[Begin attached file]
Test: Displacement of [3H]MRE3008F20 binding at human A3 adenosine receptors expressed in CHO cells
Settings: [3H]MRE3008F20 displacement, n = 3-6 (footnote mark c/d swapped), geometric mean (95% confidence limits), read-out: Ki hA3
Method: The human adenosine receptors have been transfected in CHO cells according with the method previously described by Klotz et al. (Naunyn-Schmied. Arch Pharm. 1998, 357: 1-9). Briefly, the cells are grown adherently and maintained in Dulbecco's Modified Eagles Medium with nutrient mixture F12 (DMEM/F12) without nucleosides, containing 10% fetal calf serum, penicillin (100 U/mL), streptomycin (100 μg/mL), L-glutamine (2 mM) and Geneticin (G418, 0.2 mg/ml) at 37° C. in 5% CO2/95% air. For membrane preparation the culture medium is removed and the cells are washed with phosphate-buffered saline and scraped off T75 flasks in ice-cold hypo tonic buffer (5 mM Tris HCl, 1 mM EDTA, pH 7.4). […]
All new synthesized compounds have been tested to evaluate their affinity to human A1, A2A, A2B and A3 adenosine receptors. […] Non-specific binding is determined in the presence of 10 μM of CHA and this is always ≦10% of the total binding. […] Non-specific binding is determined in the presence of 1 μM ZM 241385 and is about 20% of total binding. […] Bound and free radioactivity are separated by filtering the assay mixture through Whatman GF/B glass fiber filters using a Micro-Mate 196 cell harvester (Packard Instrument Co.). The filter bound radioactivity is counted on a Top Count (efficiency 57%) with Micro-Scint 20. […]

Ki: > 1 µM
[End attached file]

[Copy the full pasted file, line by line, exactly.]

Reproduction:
Test: Displacement of [3H]MRE3008F20 binding at human A3 adenosine receptors expressed in CHO cells
Settings: [3H]MRE3008F20 displacement, n = 3-6 (footnote mark c/d swapped), geometric mean (95% confidence limits), read-out: Ki hA3
Method: The human adenosine receptors have been transfected in CHO cells according with the method previously described by Klotz et al. (Naunyn-Schmied. Arch Pharm. 1998, 357: 1-9). Briefly, the cells are grown adherently and maintained in Dulbecco's Modified Eagles Medium with nutrient mixture F12 (DMEM/F12) without nucleosides, containing 10% fetal calf serum, penicillin (100 U/mL), streptomycin (100 μg/mL), L-glutamine (2 mM) and Geneticin (G418, 0.2 mg/ml) at 37° C. in 5% CO2/95% air. For membrane preparation the culture medium is removed and the cells are washed with phosphate-buffered saline and scraped off T75 flasks in ice-cold hypo tonic buffer (5 mM Tris HCl, 1 mM EDTA, pH 7.4). […]
All new synthesized compounds have been tested to evaluate their affinity to human A1, A2A, A2B and A3 adenosine receptors. […] Non-specific binding is determined in the presence of 10 μM of CHA and this is always ≦10% of the total binding. […] Non-specific binding is determined in the presence of 1 μM ZM 241385 and is about 20% of total binding. […] Bound and free radioactivity are separated by filtering the assay mixture through Whatman GF/B glass fiber filters using a Micro-Mate 196 cell harvester (Packard Instrument Co.). The filter bound radioactivity is counted on a Top Count (efficiency 57%) with Micro-Scint 20. […]

Ki: > 1 µM